There are plenty of seafood options: perch ($15.95/$11.95), haddock ($11.95/$9.95), cod ($11.95/$9.95), shrimp ($13.95), scallops ($13.95), stuffed shrimp ($14.95), baked cod ($12.95), and a seafood platter (cod, haddock, perch, scallops, shrimp, and stuffed shrimp for $16.95). Potato options include french fries, German potato salad, or potato pancakes. Pancakes are not homemade and are $1 extra. Clam chowder is also available ($4/bowl, $2.75/cup). I went with the seafood platter with fries, and a cup of chowder.
We were called to our table and the food was brought out. The chowder was extra thick, with lots of vegetables, almost enough to overwhelm the clam. Corn, peas, carrot, and potato could all be found. The coleslaw was extra crunchy, coated in a mayonnaise dressing, and served family-style. On the plate was a piece of marble rye, cut in half and sandwiched together. It was of decent quality, although a little dry around its edges. The french fries were commendable, and appeared to be hand cut, with some having a little skin left on them.
And then there was the fish and other seafood. There was so much going on it was hard to keep it all straight. The three of us started by inspecting the pieces on our plate, saying things like “These are the scallops and these are the shrimp,” and “Oh, and this is the haddock and here is the cod.” There were three scallops, three pieces of regular shrimp, one shrimp stuffed with cheese and crab, a butterfly of breaded perch, a piece of breaded haddock, and a piece of beer battered cod.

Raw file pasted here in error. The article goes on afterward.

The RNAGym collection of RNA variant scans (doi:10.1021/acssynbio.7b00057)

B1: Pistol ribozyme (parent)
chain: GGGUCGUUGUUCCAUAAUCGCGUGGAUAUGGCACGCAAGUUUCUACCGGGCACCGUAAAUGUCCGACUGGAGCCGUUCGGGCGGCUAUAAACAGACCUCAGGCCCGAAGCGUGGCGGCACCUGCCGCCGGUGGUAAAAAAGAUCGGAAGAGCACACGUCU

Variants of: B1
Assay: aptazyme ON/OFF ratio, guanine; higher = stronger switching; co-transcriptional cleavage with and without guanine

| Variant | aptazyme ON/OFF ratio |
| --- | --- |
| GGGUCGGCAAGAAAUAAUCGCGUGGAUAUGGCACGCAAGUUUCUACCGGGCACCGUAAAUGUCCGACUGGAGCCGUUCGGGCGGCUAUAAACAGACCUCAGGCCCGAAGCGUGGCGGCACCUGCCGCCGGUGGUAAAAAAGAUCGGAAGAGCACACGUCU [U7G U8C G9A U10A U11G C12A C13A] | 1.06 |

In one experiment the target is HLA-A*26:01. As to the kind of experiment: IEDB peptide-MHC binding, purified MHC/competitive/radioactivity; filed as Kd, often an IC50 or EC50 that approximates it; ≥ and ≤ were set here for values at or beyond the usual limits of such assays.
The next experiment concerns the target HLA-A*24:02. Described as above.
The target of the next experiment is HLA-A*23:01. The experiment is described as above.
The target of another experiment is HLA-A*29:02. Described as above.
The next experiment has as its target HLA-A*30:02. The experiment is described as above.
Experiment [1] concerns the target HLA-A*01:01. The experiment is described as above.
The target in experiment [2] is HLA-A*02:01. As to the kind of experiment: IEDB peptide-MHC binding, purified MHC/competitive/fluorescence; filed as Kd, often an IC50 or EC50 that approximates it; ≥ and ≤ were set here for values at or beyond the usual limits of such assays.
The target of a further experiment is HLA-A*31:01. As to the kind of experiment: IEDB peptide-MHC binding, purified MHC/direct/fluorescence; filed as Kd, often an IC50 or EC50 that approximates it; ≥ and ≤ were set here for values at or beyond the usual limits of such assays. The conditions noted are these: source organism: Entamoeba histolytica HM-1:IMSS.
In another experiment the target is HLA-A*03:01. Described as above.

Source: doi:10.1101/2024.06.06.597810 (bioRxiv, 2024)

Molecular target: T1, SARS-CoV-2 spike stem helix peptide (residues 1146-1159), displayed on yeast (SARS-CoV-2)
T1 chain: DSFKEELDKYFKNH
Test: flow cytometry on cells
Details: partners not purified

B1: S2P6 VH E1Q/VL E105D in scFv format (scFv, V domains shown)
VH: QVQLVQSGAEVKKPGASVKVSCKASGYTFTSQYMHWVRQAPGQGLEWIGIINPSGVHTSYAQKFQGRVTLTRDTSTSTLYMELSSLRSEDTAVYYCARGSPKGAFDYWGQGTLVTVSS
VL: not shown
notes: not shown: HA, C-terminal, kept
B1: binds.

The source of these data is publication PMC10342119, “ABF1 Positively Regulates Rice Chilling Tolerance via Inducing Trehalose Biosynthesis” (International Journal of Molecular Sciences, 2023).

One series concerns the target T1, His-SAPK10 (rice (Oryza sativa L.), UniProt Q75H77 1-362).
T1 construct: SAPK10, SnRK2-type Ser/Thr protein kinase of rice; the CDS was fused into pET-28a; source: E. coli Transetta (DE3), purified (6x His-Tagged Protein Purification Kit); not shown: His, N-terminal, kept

The scallops and shrimp were both of high quality, as was the homemade cocktail sauce that came with them. The perch had a light, crumbly breading, and was the kind of fish that is like a piece of candy that doesn’t need any more sugar—or in this case tartar—to go with it. The cod and haddock pieces were hefty, and while they didn’t blow me away, they were enjoyable and paired well with the mayo and pickle relish based tartar. Overall, I was very satisfied with the seafood platter and the amount of food that came with it.
Mibb’s and Viv’s has been in the same family for just under a century. And while photos of its past are hanging on its wall, the establishment is very much alive and in the present. New memories are made, a tradition continues, and people keep coming together to hear their name called and to find fish frys sitting at one of the restaurant’s eight tables. It’s stuff that works, and it’s stuff that’s real, and you better believe it’s stuff you feel.
Takeaways: fourth-generation owned; old-school vibe; non-muddled Old Fashioned; put your order in before you are seated; lots of seafood options; thick and fully-filled chowder; quality french fries but no homemade potato pancakes; crunchy slaw; can you spot which of the shrimp is stuffed?; perch as sweet as candy; hefty cod and haddock; cash only but they have an ATM; get there super early or get there late, otherwise you’ll have to wait; their Wifi password is fishfry1.